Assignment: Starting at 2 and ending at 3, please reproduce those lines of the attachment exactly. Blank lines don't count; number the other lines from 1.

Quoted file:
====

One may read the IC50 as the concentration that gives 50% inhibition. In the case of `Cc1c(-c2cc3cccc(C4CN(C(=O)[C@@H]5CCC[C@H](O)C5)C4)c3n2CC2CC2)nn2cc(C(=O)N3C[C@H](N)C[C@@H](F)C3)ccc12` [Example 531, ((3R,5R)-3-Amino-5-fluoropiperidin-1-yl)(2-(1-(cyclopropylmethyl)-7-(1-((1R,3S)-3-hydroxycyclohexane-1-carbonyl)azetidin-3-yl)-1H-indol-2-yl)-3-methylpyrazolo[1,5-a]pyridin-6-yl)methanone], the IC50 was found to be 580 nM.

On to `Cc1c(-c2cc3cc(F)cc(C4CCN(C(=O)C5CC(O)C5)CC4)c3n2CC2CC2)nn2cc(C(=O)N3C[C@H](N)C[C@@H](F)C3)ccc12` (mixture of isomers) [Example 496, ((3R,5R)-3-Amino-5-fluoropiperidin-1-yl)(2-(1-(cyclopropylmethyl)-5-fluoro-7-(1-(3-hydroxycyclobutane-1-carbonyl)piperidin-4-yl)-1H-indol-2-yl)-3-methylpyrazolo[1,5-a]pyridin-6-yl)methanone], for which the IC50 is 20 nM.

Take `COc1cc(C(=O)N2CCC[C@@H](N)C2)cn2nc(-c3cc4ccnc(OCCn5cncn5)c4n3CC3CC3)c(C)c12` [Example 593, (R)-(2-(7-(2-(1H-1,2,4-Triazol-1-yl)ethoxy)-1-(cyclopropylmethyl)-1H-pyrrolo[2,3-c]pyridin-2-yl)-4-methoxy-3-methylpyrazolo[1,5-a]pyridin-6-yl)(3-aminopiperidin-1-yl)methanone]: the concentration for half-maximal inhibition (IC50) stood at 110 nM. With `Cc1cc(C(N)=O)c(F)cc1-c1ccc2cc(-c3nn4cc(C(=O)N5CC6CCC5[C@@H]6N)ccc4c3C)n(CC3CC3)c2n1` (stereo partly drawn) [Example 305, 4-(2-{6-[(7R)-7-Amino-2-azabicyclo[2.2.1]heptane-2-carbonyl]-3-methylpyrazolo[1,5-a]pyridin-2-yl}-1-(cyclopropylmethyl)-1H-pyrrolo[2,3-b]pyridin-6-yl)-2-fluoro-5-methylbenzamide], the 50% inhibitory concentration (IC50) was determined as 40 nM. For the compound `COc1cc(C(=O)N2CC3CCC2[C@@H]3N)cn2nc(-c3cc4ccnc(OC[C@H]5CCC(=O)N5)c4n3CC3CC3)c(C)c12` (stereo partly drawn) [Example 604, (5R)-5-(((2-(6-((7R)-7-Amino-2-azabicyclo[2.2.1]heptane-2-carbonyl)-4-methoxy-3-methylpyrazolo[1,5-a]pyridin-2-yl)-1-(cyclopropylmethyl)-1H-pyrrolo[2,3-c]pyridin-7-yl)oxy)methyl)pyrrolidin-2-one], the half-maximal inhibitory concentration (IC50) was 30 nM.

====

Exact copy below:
On to `Cc1c(-c2cc3cc(F)cc(C4CCN(C(=O)C5CC(O)C5)CC4)c3n2CC2CC2)nn2cc(C(=O)N3C[C@H](N)C[C@@H](F)C3)ccc12` (mixture of isomers) [Example 496, ((3R,5R)-3-Amino-5-fluoropiperidin-1-yl)(2-(1-(cyclopropylmethyl)-5-fluoro-7-(1-(3-hydroxycyclobutane-1-carbonyl)piperidin-4-yl)-1H-indol-2-yl)-3-methylpyrazolo[1,5-a]pyridin-6-yl)methanone], for which the IC50 is 20 nM.

Take `COc1cc(C(=O)N2CCC[C@@H](N)C2)cn2nc(-c3cc4ccnc(OCCn5cncn5)c4n3CC3CC3)c(C)c12` [Example 593, (R)-(2-(7-(2-(1H-1,2,4-Triazol-1-yl)ethoxy)-1-(cyclopropylmethyl)-1H-pyrrolo[2,3-c]pyridin-2-yl)-4-methoxy-3-methylpyrazolo[1,5-a]pyridin-6-yl)(3-aminopiperidin-1-yl)methanone]: the concentration for half-maximal inhibition (IC50) stood at 110 nM. With `Cc1cc(C(N)=O)c(F)cc1-c1ccc2cc(-c3nn4cc(C(=O)N5CC6CCC5[C@@H]6N)ccc4c3C)n(CC3CC3)c2n1` (stereo partly drawn) [Example 305, 4-(2-{6-[(7R)-7-Amino-2-azabicyclo[2.2.1]heptane-2-carbonyl]-3-methylpyrazolo[1,5-a]pyridin-2-yl}-1-(cyclopropylmethyl)-1H-pyrrolo[2,3-b]pyridin-6-yl)-2-fluoro-5-methylbenzamide], the 50% inhibitory concentration (IC50) was determined as 40 nM. For the compound `COc1cc(C(=O)N2CC3CCC2[C@@H]3N)cn2nc(-c3cc4ccnc(OC[C@H]5CCC(=O)N5)c4n3CC3CC3)c(C)c12` (stereo partly drawn) [Example 604, (5R)-5-(((2-(6-((7R)-7-Amino-2-azabicyclo[2.2.1]heptane-2-carbonyl)-4-methoxy-3-methylpyrazolo[1,5-a]pyridin-2-yl)-1-(cyclopropylmethyl)-1H-pyrrolo[2,3-c]pyridin-7-yl)oxy)methyl)pyrrolidin-2-one], the half-maximal inhibitory concentration (IC50) was 30 nM.